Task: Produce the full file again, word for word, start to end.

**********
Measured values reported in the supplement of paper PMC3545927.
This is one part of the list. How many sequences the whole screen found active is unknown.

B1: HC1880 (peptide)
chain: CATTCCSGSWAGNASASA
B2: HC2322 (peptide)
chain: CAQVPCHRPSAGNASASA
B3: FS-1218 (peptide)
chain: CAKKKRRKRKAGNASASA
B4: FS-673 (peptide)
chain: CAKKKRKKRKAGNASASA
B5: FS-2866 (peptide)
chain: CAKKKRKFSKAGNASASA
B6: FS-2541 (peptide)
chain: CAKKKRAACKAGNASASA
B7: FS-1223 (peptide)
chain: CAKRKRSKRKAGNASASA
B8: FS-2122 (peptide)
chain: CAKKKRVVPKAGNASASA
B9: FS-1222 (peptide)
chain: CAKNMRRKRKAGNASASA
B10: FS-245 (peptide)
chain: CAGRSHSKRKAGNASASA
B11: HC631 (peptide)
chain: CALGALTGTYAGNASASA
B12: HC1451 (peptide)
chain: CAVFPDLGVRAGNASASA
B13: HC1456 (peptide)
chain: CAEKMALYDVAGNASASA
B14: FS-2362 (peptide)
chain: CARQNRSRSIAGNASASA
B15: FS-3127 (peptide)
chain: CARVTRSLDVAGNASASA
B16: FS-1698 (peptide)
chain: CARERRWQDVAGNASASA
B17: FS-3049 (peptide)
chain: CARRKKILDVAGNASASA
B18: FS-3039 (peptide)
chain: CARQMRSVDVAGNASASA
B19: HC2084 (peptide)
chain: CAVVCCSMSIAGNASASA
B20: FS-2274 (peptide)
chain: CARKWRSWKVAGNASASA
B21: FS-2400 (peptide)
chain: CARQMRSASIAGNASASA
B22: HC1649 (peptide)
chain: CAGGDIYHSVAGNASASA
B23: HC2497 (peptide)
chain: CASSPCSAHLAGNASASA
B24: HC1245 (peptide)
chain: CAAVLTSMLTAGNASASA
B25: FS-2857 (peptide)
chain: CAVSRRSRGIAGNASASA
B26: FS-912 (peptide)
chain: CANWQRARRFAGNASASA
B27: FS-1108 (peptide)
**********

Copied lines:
Measured values reported in the supplement of paper PMC3545927.
This is one part of the list. How many sequences the whole screen found active is unknown.

B1: HC1880 (peptide)
chain: CATTCCSGSWAGNASASA
B2: HC2322 (peptide)
chain: CAQVPCHRPSAGNASASA
B3: FS-1218 (peptide)
chain: CAKKKRRKRKAGNASASA
B4: FS-673 (peptide)
chain: CAKKKRKKRKAGNASASA
B5: FS-2866 (peptide)
chain: CAKKKRKFSKAGNASASA
B6: FS-2541 (peptide)
chain: CAKKKRAACKAGNASASA
B7: FS-1223 (peptide)
chain: CAKRKRSKRKAGNASASA
B8: FS-2122 (peptide)
chain: CAKKKRVVPKAGNASASA
B9: FS-1222 (peptide)
chain: CAKNMRRKRKAGNASASA
B10: FS-245 (peptide)
chain: CAGRSHSKRKAGNASASA
B11: HC631 (peptide)
chain: CALGALTGTYAGNASASA
B12: HC1451 (peptide)
chain: CAVFPDLGVRAGNASASA
B13: HC1456 (peptide)
chain: CAEKMALYDVAGNASASA
B14: FS-2362 (peptide)
chain: CARQNRSRSIAGNASASA
B15: FS-3127 (peptide)
chain: CARVTRSLDVAGNASASA
B16: FS-1698 (peptide)
chain: CARERRWQDVAGNASASA
B17: FS-3049 (peptide)
chain: CARRKKILDVAGNASASA
B18: FS-3039 (peptide)
chain: CARQMRSVDVAGNASASA
B19: HC2084 (peptide)
chain: CAVVCCSMSIAGNASASA
B20: FS-2274 (peptide)
chain: CARKWRSWKVAGNASASA
B21: FS-2400 (peptide)
chain: CARQMRSASIAGNASASA
B22: HC1649 (peptide)
chain: CAGGDIYHSVAGNASASA
B23: HC2497 (peptide)
chain: CASSPCSAHLAGNASASA
B24: HC1245 (peptide)
chain: CAAVLTSMLTAGNASASA
B25: FS-2857 (peptide)
chain: CAVSRRSRGIAGNASASA
B26: FS-912 (peptide)
chain: CANWQRARRFAGNASASA
B27: FS-1108 (peptide)